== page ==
While I can catch the ferry across to The Basin from here, I continue walking to the far (west) end of Coasters Retreat. I’ve got plenty of time to the next ferry – and I want to see if it’s possible to cross the narrow stretch of water by foot. It’s about 800m to Bonnie Doon wharf at the other end of Coasters Retreat, which is the original wharf built in 1914 by the Ku-Ring-Gai Chase National Park to provide access for campers and visitors.
I’m there just before low tide, and I’ve read reports that you can wade across. The Basin campground on the other side looks tantalizingly close, on the other side of the narrow inlet. So I take off my shoes, and hoping not to step on any sharp oyster shells I wade across, following the shark net. At about the half-way mark, I’m up to my waist and it is still getting deeper… not really wanting to replace my camera and iPhone again (after my rather poorly planned Wollangambe adventure earlier in the year), I give up.
It’s a quick walk back to the Bonnie Doon wharf, where the ferry takes about three minutes to deposit me (and a few other picnickers and hikers) at The Basin wharf, directly opposite. (The ferry service operated by FantaSea comes every hour from 9:15am to 5:15pm, with no ferry service at 1:15pm).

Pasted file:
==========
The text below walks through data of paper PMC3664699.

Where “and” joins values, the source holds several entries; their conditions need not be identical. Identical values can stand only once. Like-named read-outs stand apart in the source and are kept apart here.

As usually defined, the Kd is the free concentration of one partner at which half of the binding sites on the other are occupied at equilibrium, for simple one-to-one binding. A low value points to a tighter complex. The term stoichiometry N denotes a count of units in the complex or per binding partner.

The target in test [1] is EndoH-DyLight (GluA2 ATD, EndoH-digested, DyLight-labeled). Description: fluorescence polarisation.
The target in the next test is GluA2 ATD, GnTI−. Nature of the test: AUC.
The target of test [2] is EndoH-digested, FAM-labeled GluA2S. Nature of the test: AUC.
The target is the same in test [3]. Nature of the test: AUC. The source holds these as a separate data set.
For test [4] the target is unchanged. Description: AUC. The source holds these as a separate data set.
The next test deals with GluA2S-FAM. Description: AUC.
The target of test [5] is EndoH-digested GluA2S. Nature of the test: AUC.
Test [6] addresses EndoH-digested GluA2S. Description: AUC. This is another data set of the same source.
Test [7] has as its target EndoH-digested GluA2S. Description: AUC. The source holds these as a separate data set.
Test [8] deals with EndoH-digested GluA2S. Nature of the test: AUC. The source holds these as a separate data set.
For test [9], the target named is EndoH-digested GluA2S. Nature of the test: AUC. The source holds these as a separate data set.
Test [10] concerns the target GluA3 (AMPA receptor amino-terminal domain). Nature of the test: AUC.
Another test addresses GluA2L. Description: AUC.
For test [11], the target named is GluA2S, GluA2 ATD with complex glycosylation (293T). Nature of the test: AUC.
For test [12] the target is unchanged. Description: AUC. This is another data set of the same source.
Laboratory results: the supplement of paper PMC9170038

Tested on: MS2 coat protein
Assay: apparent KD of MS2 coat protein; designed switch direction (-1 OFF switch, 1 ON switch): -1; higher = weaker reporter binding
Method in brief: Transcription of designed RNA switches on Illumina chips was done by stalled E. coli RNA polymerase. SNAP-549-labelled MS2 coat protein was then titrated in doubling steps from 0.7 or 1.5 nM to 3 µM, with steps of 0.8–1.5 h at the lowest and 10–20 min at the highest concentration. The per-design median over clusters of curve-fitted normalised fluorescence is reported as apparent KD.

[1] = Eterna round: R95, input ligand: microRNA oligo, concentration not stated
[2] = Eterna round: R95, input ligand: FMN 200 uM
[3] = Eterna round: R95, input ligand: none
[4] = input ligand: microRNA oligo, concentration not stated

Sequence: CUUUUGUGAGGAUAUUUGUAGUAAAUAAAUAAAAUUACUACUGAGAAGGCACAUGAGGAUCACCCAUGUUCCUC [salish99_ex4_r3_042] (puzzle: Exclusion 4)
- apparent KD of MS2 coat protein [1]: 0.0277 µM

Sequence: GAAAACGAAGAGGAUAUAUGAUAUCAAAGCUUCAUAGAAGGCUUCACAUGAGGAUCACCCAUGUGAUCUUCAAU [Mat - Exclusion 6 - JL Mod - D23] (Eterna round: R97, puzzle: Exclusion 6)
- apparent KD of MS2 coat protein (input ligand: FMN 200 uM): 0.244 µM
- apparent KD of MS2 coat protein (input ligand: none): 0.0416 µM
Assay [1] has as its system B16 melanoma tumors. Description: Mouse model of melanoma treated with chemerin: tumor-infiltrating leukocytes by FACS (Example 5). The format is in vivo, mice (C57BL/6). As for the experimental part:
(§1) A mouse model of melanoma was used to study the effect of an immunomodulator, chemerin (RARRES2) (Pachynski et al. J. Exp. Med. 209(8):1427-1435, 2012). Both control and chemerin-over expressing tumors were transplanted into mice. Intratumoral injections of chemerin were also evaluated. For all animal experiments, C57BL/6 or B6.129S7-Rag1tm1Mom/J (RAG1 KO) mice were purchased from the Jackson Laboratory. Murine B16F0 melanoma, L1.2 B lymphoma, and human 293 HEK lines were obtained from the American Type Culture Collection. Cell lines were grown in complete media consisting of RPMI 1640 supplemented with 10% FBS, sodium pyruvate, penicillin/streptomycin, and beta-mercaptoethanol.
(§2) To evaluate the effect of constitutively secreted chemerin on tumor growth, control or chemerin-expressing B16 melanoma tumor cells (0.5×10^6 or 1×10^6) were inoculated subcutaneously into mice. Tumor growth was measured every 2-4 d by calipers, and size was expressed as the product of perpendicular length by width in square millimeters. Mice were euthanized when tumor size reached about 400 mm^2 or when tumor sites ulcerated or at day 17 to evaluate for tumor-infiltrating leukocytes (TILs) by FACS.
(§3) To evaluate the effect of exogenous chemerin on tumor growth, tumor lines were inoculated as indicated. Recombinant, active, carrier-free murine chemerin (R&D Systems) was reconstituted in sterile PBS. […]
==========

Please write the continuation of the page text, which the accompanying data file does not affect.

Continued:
From here, it’s a steep walk up the Basin Track (or Basil Trail) back up the hill. There’s a small cascade that tumbles next to and under the track, after about 500m with a small waterfall below the track.
It’s a generally unpleasant track, and (other than as a return route from the Bairne Track) not one I’d recommend: almost half the track is concreted, and while the road is closed to public vehicles, I don’t particularly like seeing speed signs when I’m bushwalking. There’s also very little shade alone the track.
After about 2km (from the wharf) the track flattens, and there’s a turn-off to Great Mackerel Beach (ignore this – it’s an alternative and nicer circular walk you can do). After another 300m there’s an Aboriginal engraving site, with outlines of animals and human figures, accompanied by interpretative signage.
And that’s about it: 400m from the engraving site and I’m back at West Head Road, and then there’s a rather dreary (but quick) 2.4km walk along West Head Road, back to the car.
All up, it’s taken a bit under three hours, including a half hour wait for the ferry.
|Location||Park at Bairne or Basin trackhead (both on the right-hand side of West Head Road, about half-way along)|
|Distance||12km circuit. (3-4 hours).|
|Grade||Easy/Moderate. 205m total ascent.|
|Season/s||All year round|
|Map||Ku-ring-gai & Berowra Valley Visitor Guide (from Info Centre)
Or the free map from entry station
|GPS Route||Routie GPS trail. View route and export to KML format.|
|Resources||National Parks Web site – Bairne Track and Basin Track
Google Street View Trekker – Bairne Track & Basin Track
Ferry timetable (FantaSea) – Palm Beach to Coasters Retreat